In agriculture, we are constantly faced with risk. Farmers are faced with the risk of adverse weather conditions, volatile commodity markets, and many other production risks. As an Extension Farm Management Specialist, I try to communicate to producers the options they have to reduce their overall risk exposure.
I like to narrow down the areas of risk that farmers must manage to two main areas: financial risk and production risk.
Farmers can do a few things to reduce their overall financial risk. First, producers can be active managers and prepare a budget for the upcoming year. Budgeting does not eliminate risk, but it does provide the framework of determining your cost of production. This will enable a producer to have a better handle on which crop could be the most profitable for their operation.
Other methods of reducing financial risk include having a marketing plan and closely evaluating large capital outlays. Farmers can use multiple types of contracts to reduce their price risk by locking in prices for a part of their production. Farmers can take their marketing plan a step further by using crop insurance as part of their marketing plan. In fact, certain types of crop insurance can even provide revenue protection for producers. Other things that can help reduce price risk can include grain storage and options. All of these risk reducing tools require planning, but what part of farming doesn’t require planning?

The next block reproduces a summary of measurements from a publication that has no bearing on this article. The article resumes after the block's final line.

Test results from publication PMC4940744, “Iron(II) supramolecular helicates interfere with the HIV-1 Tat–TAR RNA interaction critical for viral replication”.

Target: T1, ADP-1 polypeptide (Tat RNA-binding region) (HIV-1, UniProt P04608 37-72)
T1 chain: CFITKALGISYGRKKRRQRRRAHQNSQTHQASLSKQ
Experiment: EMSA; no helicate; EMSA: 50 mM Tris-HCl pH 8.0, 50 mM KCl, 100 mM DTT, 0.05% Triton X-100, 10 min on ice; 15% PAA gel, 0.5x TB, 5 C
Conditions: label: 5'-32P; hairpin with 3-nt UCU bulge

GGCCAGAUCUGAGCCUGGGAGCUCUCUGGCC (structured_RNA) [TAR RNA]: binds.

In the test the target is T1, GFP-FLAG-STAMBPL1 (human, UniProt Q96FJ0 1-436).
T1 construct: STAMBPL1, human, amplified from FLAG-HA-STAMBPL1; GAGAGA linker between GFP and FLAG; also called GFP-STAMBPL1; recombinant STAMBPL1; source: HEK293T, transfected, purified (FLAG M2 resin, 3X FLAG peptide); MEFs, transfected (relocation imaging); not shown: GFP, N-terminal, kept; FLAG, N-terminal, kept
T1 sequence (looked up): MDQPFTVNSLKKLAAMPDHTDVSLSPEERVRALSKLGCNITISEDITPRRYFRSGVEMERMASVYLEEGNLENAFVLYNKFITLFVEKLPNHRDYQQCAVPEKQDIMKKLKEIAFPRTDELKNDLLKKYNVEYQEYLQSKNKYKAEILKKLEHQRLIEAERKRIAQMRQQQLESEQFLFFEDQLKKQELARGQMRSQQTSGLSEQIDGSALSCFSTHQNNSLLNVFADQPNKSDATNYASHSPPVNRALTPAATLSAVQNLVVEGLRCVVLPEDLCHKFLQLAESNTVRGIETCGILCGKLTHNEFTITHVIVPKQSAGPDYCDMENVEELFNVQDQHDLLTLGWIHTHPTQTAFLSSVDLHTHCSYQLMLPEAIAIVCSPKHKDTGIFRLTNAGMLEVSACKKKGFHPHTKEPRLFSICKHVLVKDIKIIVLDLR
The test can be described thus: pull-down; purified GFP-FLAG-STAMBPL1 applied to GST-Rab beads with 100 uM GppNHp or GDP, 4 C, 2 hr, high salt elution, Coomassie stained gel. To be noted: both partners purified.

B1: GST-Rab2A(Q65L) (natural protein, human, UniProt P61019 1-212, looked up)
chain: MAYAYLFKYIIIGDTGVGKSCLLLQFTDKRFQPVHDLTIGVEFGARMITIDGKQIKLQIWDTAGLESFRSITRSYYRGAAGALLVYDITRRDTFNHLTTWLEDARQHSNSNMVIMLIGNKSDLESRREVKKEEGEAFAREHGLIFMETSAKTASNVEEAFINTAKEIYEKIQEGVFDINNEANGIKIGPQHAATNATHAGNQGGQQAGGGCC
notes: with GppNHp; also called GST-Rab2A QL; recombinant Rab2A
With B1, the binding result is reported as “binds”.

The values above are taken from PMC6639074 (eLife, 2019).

Production risk is very different than financial risk. There are production risks that we just cannot control such as weather. However, growers have several risk reducing tools at their fingertips. We have hybrids that are drought tolerant and have traits that make them resistant to insects and diseases. Producers can use irrigation to reduce the risk of losing a crop due to dry weather. Precision agriculture has enabled farmers to identify problematic areas in a field so that they can correct them. We have pesticides that can control numerous insects and weeds. I know that we have problematic weeds such as Palmer Amaranth that are a thorn in our side. Thankfully, new chemical and seed technology is being introduced to help address this problem. This is where a new kind of risk has started to appear: your neighboring farmer.
In 2017, farmers will be able to spray dicamba on soybeans and cotton that are tolerant to the herbicide. The issue with dicamba is the potential drift that can occur if the chemical is not applied properly. The low volatility dicamba has a label that has been carefully prepared to provide farmers with instructions on how to properly apply the chemical. On top of that, many producers either have been through or will go through a herbicide stewardship training on how to correctly use the low volatility dicamba. However, there are risks associated with using this technology if it is not used properly.